The following code has to do with passing arrays. There are several points to note:
1. Passing nothing - If you pass nothing, the parameter argument is FALSE, so the code must test for an array and respond appropriately.
2. Passing by Value - This simply doesn't work. VFP only sends the first element of the array (e.g. "One" in the example).
3. Passing NULL - This works the same as #2 above.
4. Passing a single value Vs array - Ditto for #2.
5. Passing a by-ref array that is too small - The receiving array either needs to adjust or the sender needs to get it right.
6. Passing a by-ref array that is too big - Ditto as #5.
7. Ahhh! This one is JUST RIGHT! - Passing a by-reference array that is dimensioned perfectly with the receiving method.
NOTE: Thank to David Frankenbach above for the excellent suggestion of using "r" to indicate a by-ref value in the supplier method. Also, Steve Sawyer and I are on the same page where passed in arguments are copied to LOCAL variables, so the arguments remain pristine and can be reviewed in DEBUG for testing purposes.
SET ASSERTS ON
LOCAL loTestObject as MyTest OF test_array_argument.prg
LOCAL ARRAY laMyArray
LOCAL ARRAY laMyNextArray
LOCAL ARRAY laMyOtherArray
laMyArray = "One"
laMyArray = "Two"
laMyArray = "Three"
laMyArray = "Four"
laMyArray = "Five"
laMyOtherArray = "Blue"
laMyOtherArray = "Red"
laMyOtherArray = "Green"
laMyNextArray = "Cat"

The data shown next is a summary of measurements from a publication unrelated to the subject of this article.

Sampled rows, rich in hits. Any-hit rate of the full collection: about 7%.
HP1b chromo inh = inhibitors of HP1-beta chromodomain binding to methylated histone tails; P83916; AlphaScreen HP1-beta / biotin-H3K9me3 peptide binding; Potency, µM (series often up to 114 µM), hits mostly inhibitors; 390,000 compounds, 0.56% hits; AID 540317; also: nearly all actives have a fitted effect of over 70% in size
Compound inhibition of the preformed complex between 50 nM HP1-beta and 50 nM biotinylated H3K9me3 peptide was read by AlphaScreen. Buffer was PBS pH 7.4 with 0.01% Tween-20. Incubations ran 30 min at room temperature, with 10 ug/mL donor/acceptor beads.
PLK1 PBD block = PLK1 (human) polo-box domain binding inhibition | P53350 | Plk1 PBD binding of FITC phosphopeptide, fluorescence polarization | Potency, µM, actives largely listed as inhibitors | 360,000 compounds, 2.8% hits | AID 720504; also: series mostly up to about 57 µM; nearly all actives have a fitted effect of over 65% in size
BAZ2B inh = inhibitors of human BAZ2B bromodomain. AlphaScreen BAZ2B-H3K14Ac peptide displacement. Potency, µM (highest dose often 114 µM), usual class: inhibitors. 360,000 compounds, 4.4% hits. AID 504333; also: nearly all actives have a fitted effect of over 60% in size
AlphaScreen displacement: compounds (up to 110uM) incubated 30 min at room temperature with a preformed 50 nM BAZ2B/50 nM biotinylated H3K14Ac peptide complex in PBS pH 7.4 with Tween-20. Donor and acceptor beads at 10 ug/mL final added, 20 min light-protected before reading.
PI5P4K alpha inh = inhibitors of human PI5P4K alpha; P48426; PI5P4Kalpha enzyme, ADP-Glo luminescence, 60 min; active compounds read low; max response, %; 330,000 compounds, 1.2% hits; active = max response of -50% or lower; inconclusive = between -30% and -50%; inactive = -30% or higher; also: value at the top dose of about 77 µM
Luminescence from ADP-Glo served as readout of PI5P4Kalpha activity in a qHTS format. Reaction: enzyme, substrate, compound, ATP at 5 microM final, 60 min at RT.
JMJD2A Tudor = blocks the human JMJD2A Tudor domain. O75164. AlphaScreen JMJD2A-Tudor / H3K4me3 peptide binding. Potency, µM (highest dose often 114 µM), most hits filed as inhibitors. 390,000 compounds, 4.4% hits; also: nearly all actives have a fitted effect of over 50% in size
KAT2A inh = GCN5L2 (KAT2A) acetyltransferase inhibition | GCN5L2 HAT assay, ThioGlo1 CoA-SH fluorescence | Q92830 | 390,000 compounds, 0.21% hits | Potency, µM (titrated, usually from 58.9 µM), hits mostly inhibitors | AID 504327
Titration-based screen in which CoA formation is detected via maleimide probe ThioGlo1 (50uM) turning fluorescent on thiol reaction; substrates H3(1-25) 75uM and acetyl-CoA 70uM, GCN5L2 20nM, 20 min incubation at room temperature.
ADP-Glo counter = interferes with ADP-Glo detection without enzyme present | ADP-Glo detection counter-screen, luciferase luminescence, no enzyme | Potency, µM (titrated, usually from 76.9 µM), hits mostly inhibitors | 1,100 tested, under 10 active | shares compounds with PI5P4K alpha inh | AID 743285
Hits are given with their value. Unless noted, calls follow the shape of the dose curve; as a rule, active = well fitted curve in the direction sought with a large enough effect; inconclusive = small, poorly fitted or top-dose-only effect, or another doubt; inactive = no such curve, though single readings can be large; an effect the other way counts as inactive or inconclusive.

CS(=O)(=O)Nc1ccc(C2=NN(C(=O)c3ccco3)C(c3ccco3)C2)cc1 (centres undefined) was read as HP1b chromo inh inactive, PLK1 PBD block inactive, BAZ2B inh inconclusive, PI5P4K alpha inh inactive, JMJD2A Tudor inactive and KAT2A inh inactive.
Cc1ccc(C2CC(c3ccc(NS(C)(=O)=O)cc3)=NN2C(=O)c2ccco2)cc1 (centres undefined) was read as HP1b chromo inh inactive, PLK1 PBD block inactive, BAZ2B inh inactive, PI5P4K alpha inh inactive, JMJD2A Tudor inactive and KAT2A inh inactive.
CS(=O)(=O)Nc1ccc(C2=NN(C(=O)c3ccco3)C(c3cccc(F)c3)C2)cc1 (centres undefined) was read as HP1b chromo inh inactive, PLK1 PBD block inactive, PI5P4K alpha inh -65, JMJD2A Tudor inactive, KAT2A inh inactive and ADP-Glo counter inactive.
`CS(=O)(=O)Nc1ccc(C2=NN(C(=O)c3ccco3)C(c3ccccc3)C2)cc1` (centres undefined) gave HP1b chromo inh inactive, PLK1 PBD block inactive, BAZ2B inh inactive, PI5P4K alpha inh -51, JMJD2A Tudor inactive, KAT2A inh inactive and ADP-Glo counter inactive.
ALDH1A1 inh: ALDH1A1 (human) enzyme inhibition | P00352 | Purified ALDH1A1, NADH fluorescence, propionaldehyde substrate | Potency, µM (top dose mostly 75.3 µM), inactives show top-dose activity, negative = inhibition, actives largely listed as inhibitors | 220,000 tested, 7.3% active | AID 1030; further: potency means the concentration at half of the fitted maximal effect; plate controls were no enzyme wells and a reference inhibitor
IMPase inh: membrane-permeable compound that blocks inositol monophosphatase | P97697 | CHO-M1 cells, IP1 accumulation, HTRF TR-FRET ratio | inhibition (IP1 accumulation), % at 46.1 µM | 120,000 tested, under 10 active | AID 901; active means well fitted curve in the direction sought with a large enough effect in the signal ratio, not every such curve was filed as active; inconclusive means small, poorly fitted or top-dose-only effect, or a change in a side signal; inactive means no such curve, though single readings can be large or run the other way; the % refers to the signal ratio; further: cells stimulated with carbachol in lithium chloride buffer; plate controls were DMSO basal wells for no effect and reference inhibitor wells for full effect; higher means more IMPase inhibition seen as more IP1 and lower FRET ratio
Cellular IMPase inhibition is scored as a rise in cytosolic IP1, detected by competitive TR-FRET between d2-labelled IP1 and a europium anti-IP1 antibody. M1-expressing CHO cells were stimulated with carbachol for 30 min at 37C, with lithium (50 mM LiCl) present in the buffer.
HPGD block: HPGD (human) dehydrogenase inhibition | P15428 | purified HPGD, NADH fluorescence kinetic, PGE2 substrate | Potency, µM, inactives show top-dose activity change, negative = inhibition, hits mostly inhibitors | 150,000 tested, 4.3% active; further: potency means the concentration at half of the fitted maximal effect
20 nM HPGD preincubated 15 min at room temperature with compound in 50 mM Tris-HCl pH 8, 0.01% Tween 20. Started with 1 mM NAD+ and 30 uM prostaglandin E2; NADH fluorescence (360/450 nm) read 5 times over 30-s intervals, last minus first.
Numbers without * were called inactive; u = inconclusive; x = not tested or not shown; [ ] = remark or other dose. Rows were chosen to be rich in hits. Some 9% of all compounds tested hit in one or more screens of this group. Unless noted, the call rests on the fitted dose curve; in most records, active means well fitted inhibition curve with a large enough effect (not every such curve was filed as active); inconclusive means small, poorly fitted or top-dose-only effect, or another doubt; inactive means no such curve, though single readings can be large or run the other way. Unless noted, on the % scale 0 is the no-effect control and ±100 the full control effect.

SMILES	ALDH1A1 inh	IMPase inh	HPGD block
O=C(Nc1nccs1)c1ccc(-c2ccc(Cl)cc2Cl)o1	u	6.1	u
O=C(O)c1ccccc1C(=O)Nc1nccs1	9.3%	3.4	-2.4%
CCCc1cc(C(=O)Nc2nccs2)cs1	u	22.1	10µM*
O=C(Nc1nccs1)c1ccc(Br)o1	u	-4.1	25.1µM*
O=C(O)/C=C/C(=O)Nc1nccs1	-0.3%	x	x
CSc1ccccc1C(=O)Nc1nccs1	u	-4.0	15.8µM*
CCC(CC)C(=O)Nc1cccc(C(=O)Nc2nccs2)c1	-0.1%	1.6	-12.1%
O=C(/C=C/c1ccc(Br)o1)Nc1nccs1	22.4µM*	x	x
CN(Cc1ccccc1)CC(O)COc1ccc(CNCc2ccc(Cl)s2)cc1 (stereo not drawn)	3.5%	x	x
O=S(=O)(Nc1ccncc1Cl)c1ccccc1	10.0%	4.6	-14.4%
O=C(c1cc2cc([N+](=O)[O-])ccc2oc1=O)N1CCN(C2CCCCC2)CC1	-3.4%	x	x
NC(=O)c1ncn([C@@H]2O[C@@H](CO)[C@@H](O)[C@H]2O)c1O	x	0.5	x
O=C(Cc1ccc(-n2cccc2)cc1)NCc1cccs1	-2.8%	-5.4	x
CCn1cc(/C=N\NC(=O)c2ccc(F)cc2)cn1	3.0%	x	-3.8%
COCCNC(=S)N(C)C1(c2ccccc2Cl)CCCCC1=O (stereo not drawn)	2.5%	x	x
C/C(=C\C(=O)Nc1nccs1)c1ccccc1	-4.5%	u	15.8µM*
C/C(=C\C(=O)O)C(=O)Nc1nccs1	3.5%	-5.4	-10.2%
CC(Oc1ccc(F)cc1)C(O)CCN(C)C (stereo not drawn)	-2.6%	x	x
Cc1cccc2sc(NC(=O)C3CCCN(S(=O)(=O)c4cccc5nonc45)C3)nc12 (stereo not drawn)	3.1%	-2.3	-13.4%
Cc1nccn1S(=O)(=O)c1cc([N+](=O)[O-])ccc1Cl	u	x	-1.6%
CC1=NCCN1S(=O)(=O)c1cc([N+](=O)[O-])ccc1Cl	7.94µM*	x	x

laMyNextArray = "Dog"
laMyNextArray = "Mouse"
laMyNextArray = "Fish"
laMyNextArray = "Bird"
laMyNextArray = "Frog"
loTestObject = CREATEOBJECT("MyTest")
loTestObject.MyMethod() && Case 1 - Passing nothing at all.
loTestObject.MyMethod(laMyArray) && Case 2 - Passing by value.
loTestObject.MyMethod(NULL) && Case 3 - Passing NULL (like method #2).
loTestObject.MyMethod("Hello") && Case 4 - Passing a value (like method #2).
loTestObject.MyMethod(@laMyOtherArray) && Case 5 - Passing too small.
loTestObject.MyMethod(@laMyNextArray) && Case 6 - Passing too big.
loTestObject.MyMethod(@laMyArray) && Case 7 - Passing by reference (Correct Way)
DEFINE CLASS MyTest as Custom
loException as Exception
LOCAL ARRAY raMyArray
TRY && We don't know what to except from taMyArray -- NULL, value or ARRAY
ASSERT (( ALEN(taMyArray) == ALEN(raMyArray) )) MESSAGE "check: Array dimensions must match."
CATCH TO loException && If we get here, then we do NOT have an array!
STORE NVL(taMyArray, "N/A") TO raMyArray
? "1.", raMyArray
? "2.", raMyArray
? "3.", raMyArray
? "4.", raMyArray
? "5.", raMyArray
WARNING: Any PUBLIC variables (usually assumed to be global in scope) that are passed by REFERENCE get HIDDEN in the called procedure OR function. See Disappearing Public Vars for more details.
Contributors: Jahn Margulies, Steven Black, Randy Pearson, David TAnderson, Jim Booth, Pamela Thalacker
See Also: Naming Conventions Variables, Public And Private Variables
Category Naming Conventions Category Parameters